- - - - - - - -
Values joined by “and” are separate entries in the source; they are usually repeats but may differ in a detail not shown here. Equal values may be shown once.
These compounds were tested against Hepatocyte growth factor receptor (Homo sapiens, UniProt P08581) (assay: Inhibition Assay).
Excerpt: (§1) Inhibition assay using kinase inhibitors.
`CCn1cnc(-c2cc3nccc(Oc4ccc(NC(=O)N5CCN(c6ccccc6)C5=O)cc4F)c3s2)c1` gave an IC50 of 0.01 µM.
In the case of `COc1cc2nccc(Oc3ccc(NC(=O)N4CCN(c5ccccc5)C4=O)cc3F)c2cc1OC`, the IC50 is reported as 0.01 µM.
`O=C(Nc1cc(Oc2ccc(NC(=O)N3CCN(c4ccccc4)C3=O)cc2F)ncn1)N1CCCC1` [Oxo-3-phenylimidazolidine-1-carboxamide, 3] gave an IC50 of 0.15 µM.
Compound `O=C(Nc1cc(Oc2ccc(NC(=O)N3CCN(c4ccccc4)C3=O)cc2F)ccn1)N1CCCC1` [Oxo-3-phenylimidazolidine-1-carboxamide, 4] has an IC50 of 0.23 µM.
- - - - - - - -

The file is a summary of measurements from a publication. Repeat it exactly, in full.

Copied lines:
Values joined by “and” are separate entries in the source; they are usually repeats but may differ in a detail not shown here. Equal values may be shown once.
These compounds were tested against Hepatocyte growth factor receptor (Homo sapiens, UniProt P08581) (assay: Inhibition Assay).
Excerpt: (§1) Inhibition assay using kinase inhibitors.
`CCn1cnc(-c2cc3nccc(Oc4ccc(NC(=O)N5CCN(c6ccccc6)C5=O)cc4F)c3s2)c1` gave an IC50 of 0.01 µM.
In the case of `COc1cc2nccc(Oc3ccc(NC(=O)N4CCN(c5ccccc5)C4=O)cc3F)c2cc1OC`, the IC50 is reported as 0.01 µM.
`O=C(Nc1cc(Oc2ccc(NC(=O)N3CCN(c4ccccc4)C3=O)cc2F)ncn1)N1CCCC1` [Oxo-3-phenylimidazolidine-1-carboxamide, 3] gave an IC50 of 0.15 µM.
Compound `O=C(Nc1cc(Oc2ccc(NC(=O)N3CCN(c4ccccc4)C3=O)cc2F)ccn1)N1CCCC1` [Oxo-3-phenylimidazolidine-1-carboxamide, 4] has an IC50 of 0.23 µM.